SHEL SILVERSTEIN FANS can make a joyful noise because these 145 never-before-published poems make a delightful book, the first posthumous volume for the prolific cartoonist, playwright, poet, performer, and songwriter (he wrote the Grammy Award-winning song "A Boy Named Sue" for Johnny Cash). Silverstein died in 1999, just shy of his 70th birthday, after writing more than 20 books and achieving countless accolades. His books have sold over 20 million copies, making him one of the best-selling poets of the 20th century. His family culled this collection from over 1,500 unpublished poems, yet at no point does the book feel like a slapdash posthumous book published for mere profit. Its cohesion suggests that Silverstein masterminded much of it before he left; there are several poems that hint at his eventual passing, particularly the last one in the book, which I'll quote later. Every Thing On It is aptly titled because it is a culmination of Silverstein's long career. He distills wisdom on every page.
To use Coleridge's phrase, Silverstein's work possesses "organic unity," wherein all the parts mutually support each other for a cohesive whole. His aesthetic strategy translates quickly because most of the poems have an accompanying illustration. His dexterity in pen and ink sketches, coupled with his humorous and precise verse, form that potent image-field children need to be entertained, and Silverstein's work crosses enough realms to remain relevant in the digital age. This book carries on the standard Silverstein established with Where the Sidewalk Ends and A Light in the Attic. The first poem, "Years From Now," sets the tone for the entire work.
Although I cannot see your face
As you flip these poems awhile,
Somewhere from some far-off place
I hear you laughing — and I smile.
Silverstein is the eternal trickster figure, employing irony and reversal frequently through his work, fashioning poem after poem with unexpected endings. The trickster figure has functioned in mythology as one who disobeys normal rules and conventional behavior for an ultimately positive outcome — the trickster figure acts as an equalizer. To take it further, Silverstein's a trickster-teacher who uses the nursery rhyme form and turns it on its head. Silverstein frequently employs the element of surprise with the useful outcome that his poems teach children the uncertainty of the world.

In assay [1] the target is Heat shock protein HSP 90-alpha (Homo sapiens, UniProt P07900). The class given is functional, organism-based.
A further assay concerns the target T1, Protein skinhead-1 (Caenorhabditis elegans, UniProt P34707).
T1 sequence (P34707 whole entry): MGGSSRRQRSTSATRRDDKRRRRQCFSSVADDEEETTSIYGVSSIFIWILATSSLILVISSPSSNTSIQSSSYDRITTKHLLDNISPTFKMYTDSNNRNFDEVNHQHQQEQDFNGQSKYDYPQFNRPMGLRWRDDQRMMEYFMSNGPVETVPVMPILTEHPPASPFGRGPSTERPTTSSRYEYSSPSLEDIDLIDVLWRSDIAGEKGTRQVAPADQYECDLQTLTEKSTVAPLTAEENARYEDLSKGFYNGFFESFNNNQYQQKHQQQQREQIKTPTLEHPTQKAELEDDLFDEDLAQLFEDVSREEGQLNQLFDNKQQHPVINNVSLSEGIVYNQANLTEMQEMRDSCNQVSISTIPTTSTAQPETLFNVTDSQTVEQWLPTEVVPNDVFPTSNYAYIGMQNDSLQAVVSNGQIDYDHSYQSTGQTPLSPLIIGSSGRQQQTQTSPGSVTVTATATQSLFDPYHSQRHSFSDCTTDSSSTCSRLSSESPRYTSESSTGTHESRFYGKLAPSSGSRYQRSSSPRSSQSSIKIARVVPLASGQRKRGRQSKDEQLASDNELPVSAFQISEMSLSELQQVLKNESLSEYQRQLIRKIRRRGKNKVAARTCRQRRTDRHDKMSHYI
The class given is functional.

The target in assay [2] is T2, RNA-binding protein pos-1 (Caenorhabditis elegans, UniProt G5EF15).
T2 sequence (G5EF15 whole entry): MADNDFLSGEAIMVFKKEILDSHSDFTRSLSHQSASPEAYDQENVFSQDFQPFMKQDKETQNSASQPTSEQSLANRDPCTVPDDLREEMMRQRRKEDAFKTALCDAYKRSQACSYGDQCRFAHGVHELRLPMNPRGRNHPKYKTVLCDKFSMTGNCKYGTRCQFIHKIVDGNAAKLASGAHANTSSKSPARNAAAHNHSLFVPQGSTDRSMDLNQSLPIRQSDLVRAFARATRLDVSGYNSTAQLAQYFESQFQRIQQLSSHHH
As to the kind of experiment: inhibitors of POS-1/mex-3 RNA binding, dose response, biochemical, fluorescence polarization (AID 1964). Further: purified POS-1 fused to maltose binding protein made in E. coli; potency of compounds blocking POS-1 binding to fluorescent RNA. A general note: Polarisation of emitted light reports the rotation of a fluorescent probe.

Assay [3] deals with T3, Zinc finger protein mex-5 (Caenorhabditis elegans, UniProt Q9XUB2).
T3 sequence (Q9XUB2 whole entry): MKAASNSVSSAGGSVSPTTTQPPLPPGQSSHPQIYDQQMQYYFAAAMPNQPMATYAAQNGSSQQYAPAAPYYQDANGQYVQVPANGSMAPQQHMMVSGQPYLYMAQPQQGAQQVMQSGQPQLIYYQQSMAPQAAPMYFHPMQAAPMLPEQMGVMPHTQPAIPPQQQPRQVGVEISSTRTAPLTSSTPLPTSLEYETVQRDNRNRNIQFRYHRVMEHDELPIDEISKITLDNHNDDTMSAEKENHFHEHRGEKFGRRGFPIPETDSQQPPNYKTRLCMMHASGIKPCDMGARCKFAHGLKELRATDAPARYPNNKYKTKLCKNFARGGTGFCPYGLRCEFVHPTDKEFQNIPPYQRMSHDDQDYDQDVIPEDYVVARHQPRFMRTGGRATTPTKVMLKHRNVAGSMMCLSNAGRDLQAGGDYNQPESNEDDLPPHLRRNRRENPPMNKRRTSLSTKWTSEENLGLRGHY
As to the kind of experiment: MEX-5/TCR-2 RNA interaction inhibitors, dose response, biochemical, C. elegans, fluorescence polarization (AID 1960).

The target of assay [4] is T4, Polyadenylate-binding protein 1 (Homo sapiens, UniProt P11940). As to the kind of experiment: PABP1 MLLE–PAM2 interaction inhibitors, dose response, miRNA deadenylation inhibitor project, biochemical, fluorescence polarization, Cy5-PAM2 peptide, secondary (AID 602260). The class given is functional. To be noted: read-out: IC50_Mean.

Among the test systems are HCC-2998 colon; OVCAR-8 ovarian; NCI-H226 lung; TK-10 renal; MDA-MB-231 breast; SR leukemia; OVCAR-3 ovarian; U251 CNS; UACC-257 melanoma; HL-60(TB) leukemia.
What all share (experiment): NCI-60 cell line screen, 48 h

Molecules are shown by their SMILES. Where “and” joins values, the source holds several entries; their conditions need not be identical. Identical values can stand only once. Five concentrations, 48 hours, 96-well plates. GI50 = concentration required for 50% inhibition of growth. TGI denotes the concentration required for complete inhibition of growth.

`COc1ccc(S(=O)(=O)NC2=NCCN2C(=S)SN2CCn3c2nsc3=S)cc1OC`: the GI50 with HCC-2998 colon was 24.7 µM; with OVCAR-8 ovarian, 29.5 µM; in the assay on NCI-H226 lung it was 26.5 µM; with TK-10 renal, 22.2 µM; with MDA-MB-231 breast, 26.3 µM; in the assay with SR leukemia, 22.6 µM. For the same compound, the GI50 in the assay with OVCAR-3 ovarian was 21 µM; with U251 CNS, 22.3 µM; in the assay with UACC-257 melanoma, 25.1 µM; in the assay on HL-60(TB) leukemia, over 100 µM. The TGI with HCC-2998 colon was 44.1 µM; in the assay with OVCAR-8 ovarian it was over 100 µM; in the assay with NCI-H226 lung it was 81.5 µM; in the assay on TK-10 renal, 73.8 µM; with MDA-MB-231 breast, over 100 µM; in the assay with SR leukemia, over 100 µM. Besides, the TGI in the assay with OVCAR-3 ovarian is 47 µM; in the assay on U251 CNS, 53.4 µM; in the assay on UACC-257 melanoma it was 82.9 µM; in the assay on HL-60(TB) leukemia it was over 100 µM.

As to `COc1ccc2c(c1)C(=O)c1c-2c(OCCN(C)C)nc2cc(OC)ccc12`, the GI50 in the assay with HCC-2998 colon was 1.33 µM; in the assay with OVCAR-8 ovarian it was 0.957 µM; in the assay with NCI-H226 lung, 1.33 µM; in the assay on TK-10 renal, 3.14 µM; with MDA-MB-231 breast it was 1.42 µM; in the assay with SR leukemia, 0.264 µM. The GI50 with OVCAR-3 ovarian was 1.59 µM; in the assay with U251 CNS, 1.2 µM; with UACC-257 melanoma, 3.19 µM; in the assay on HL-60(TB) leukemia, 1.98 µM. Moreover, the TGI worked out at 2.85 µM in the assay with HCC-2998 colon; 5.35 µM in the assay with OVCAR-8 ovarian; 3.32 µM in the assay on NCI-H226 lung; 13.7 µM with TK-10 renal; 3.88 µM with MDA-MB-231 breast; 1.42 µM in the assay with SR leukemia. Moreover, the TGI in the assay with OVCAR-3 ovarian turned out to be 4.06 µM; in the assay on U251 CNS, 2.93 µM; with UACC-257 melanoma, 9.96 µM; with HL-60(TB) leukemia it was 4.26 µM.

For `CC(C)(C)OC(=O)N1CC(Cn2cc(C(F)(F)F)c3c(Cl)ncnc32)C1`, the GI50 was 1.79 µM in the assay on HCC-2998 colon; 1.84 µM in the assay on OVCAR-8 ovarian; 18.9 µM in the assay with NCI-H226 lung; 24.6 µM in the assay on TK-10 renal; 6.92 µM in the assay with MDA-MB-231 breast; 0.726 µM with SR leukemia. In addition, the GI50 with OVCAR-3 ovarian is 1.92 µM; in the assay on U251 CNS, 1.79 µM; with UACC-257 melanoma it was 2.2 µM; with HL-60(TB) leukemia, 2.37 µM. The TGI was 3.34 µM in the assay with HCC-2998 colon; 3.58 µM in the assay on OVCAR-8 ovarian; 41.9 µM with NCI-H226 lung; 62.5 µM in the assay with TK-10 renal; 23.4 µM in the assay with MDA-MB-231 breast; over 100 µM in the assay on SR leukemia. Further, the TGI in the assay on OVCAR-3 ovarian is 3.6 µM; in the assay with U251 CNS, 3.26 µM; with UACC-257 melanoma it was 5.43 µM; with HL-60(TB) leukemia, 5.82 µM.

His realism, deftly infused with comedy, registers on both the literal and allegorical level. "Tiny Footprints" is an eight-line poem accompanied by a drawing of a large dinosaur with very small feet. The closing lines read, "Tiny footprints are not always/Made by tiny things." Many of his poems reveal a deeper metaphysical insight. The poem "Jake Says" is about an adopted boy. Silverstein enlightens and teaches in one of the book's most powerful pieces:
Yes, I'm adopted.
My folks were not blessed
With me in the usual way.
But they picked me,
They chose me,
From all the rest,
Which is lots more than most kids can say.
Between countless comedic lines, Silverstein slips in thoughtful poems that open readers' eyes and hearts. He's educating ever so subtly. The back and forth interplay between pathos and humor give the work the unexpected turns needed to hold short attention spans.